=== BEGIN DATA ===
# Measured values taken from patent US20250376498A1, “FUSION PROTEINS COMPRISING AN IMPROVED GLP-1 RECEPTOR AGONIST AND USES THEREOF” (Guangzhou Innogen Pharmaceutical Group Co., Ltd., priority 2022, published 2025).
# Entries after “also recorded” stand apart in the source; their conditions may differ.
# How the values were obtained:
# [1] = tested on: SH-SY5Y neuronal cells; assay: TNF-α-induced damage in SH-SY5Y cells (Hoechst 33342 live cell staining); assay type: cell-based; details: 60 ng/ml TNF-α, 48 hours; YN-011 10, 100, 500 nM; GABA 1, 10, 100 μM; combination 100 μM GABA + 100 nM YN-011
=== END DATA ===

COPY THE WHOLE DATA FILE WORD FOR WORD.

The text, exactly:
# Measured values taken from patent US20250376498A1, “FUSION PROTEINS COMPRISING AN IMPROVED GLP-1 RECEPTOR AGONIST AND USES THEREOF” (Guangzhou Innogen Pharmaceutical Group Co., Ltd., priority 2022, published 2025).
# Entries after “also recorded” stand apart in the source; their conditions may differ.
# How the values were obtained:
# [1] = tested on: SH-SY5Y neuronal cells; assay: TNF-α-induced damage in SH-SY5Y cells (Hoechst 33342 live cell staining); assay type: cell-based; details: 60 ng/ml TNF-α, 48 hours; YN-011 10, 100, 500 nM; GABA 1, 10, 100 μM; combination 100 μM GABA + 100 nM YN-011